TABLE 1______________________________________                              Does the Does the              Is an  label satisfy primary adhesive      Over-  conditioning testsExam- have a high Type of   laminate                              1-6 under ULple   shear property?             Facestock included?                              Standard 817?______________________________________1     Yes         A vinyl   Yes    Yes2     Yes         A vinyl   Yes    Yes3     Yes         A semi-gloss                       Yes    No             paper4     No          A polyester                       Yes    No5     Yes         A spun-   No     No             bounded             polyolefin6     No          A polyester                       No     No7-8   No          A vinyl   No     No______________________________________

While the preferred embodiment of the invention has been disclosed, it should be appreciated that the invention is susceptible of modification without departing from the spirit of the invention or the scope of the subjoined claims. For example, it is noted that the advantages and benefits of the labels of the present invention may also be applicable for use with other objects. In particular, the labels of the present invention may be attached to elongated objects wherein the surface area of the label exceeds the circumference of the elongated object, so that the label may be wrapped around the elongated object in order to attach the label to the object. The labels of the present invention are often particularly suited for objects which are subjected to extensive outdoor use and therefore must be able to withstand significant "wear and tear" as noted hereinabove.

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Referenced by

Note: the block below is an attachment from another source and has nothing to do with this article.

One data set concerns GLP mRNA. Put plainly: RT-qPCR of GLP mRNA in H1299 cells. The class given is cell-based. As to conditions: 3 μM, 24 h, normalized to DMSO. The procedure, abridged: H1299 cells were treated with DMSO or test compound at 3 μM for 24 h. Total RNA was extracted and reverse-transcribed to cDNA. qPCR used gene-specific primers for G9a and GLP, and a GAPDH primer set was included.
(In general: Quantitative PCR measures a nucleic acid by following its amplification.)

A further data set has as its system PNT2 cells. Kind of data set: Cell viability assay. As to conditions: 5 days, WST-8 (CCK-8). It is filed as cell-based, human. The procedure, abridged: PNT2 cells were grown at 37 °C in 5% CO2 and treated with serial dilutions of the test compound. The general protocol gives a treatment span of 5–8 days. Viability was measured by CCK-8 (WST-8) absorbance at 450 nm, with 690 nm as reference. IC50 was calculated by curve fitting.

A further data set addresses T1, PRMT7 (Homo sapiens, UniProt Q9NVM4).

Citing PatentFiling datePublication dateApplicantTitle
US6140796 *Jul 24, 1998Oct 31, 2000Martin Safety Products Co.Battery jump-start safety system and process
US6254967Mar 12, 1998Jul 3, 2001Hubbell IncorporatedElectrical device, such as a plug or a connector, with nameplate, especially for hazardous locations
US6283788Jul 1, 1999Sep 4, 2001Hubbell IncorporatedElectrical device, such as a plug or a connector, with nameplate, especially for hazardous locations
US6390847Jul 10, 2001May 21, 2002Hubbell IncorporatedElectrical device, such as a plug or a connector, with nameplate having adhesive and mechanical securement
US6454251 *May 1, 2000Sep 24, 2002John C. FishComposite cord assembly
US6740817 *Aug 28, 2000May 25, 2004Rosamond AndersonApparatus and method to contain a cord
US7033095 *Apr 17, 2001Apr 25, 2006Canon Kabushiki KaishaPrinting paper, print forming process and printing system
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Classifications
U.S. Classification428/195.1, 428/515, 428/411.1, 428/500, 428/488.41, 428/212, 428/204
International ClassificationG09F3/10, B32B27/00
Cooperative ClassificationB32B27/00, G09F3/10
European ClassificationB32B27/00, G09F3/10